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High vs Low CPU Multiplier

I've been doing some research on overclocking, and have been tweaking my own set up. I noticed that it is commonly accepted that your FSB:DRAM ratio is ideally equal to 1. In order to do this you would need a low CPU multiplier and a high BCLK frequency in order to keep your CPU stable.

Currently I'm running:

i7 920 @ 3800mhz with 12gb ram at 1600mhz

19x multiplier
200 BCLK
FSB:DRAM ratio is 2:8 (200:800)

My main question is whether a high multiplier is better than a low multiplier. Does it matter at all?
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  1. Best answer
    No, the whole 1:1 ratio thing is true for Core2 systems.

    The i chips have the memory controller built into the CPU chip. The rules are different. Technically, the i chips do not even have a frontside bus.

    Your setup is fine.
  2. Best answer selected by Floks.
  3. Floks said:
    I've been doing some research on overclocking, and have been tweaking my own set up. I noticed that it is commonly accepted that your FSB:DRAM ratio is ideally equal to 1. In order to do this you would need a low CPU multiplier and a high BCLK frequency in order to keep your CPU stable.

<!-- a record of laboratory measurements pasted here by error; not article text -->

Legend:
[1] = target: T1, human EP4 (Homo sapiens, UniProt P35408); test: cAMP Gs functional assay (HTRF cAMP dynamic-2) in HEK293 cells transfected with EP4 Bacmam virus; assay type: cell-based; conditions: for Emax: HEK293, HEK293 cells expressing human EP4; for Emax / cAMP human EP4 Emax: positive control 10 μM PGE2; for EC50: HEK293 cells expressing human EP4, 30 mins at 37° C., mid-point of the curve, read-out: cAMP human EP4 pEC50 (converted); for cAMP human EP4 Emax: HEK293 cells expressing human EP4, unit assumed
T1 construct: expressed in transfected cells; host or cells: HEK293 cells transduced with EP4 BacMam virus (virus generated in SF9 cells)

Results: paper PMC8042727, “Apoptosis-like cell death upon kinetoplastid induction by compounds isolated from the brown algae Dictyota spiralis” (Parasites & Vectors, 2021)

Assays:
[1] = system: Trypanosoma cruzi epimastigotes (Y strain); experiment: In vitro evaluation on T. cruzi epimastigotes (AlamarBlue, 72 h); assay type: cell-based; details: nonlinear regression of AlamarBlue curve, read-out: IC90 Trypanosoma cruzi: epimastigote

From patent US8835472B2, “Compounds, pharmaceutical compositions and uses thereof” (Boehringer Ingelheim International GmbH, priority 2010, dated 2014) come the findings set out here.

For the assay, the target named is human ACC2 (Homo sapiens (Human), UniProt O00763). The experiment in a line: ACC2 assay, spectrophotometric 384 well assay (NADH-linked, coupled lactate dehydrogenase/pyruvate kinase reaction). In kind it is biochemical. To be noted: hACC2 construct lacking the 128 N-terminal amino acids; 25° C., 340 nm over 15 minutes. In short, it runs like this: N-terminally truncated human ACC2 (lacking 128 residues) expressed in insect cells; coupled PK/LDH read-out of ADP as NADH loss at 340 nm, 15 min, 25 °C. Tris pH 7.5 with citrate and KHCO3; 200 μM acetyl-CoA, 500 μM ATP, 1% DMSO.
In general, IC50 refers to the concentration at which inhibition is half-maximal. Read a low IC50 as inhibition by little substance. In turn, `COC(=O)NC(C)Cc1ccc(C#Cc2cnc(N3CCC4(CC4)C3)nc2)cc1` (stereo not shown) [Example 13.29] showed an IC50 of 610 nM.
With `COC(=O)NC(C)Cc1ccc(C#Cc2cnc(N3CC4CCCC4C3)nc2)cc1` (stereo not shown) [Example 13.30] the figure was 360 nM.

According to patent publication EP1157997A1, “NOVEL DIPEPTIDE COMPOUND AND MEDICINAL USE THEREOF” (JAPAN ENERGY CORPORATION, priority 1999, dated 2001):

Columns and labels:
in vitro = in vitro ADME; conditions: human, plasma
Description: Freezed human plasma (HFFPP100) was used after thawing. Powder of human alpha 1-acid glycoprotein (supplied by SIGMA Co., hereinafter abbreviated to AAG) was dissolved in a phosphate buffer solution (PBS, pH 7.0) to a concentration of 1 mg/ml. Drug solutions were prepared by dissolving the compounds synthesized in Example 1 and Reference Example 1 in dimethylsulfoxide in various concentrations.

Currently I'm running:

    i7 920 @ 3800mhz with 12gb ram at 1600mhz

    19x multiplier
    200 BCLK
    FSB:DRAM ratio is 2:8 (200:800)

    My main question is whether a high multiplier is better than a low multiplier. Does it matter at all?


    You should try to run the highest stable BCLK, since that speeds up more than just the processor, and then adjust your multiplier accordingly.
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